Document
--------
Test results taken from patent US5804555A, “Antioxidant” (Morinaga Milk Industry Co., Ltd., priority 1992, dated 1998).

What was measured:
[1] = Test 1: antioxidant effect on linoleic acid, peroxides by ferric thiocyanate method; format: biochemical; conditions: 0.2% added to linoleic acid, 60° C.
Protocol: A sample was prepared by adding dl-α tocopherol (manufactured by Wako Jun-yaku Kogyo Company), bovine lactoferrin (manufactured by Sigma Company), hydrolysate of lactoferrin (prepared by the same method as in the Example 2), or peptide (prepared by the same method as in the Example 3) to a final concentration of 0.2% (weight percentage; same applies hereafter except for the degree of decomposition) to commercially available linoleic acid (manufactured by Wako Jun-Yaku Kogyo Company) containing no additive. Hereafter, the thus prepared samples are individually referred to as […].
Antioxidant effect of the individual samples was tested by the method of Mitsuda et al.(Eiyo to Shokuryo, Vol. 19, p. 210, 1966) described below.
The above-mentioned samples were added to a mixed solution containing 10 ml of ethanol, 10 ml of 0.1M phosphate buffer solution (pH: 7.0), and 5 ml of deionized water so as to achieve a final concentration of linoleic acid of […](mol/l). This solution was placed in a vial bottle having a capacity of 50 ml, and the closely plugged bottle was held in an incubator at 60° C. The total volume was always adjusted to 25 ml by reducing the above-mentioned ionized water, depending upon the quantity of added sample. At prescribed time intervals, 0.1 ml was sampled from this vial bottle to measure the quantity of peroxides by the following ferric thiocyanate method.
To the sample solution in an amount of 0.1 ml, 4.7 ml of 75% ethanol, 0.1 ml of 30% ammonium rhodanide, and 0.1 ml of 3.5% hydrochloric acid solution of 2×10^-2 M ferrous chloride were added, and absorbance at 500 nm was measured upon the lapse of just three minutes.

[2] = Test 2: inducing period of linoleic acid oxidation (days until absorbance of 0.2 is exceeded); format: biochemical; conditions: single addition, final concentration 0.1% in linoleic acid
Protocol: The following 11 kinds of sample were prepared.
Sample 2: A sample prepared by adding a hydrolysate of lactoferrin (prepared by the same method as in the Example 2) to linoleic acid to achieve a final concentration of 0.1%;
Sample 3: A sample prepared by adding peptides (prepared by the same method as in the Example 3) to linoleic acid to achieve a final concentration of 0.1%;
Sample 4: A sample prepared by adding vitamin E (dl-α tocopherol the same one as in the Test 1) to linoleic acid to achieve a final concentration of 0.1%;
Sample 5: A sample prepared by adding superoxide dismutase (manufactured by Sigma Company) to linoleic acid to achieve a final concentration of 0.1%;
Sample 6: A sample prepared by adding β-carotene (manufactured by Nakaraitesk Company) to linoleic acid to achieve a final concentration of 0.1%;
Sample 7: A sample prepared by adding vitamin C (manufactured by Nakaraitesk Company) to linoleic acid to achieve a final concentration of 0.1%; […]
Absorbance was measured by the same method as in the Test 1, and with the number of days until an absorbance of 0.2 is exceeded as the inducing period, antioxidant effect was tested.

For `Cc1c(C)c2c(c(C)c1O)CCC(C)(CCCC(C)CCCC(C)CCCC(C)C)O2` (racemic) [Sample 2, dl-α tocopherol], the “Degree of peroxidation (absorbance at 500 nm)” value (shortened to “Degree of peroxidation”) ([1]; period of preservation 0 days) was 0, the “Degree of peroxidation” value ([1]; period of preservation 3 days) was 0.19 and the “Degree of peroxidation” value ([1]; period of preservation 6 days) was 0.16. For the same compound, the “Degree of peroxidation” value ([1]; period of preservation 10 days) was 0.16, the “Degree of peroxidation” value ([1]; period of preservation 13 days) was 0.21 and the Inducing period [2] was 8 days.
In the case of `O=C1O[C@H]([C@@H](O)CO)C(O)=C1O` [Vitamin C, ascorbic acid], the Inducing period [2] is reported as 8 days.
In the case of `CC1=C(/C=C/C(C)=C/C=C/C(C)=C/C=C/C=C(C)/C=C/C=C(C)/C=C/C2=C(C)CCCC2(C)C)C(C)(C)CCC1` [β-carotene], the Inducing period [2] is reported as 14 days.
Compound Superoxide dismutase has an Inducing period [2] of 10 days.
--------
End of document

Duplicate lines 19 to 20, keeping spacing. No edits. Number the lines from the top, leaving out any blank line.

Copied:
In the case of `CC1=C(/C=C/C(C)=C/C=C/C(C)=C/C=C/C=C(C)/C=C/C=C(C)/C=C/C2=C(C)CCCC2(C)C)C(C)(C)CCC1` [β-carotene], the Inducing period [2] is reported as 14 days.
Compound Superoxide dismutase has an Inducing period [2] of 10 days.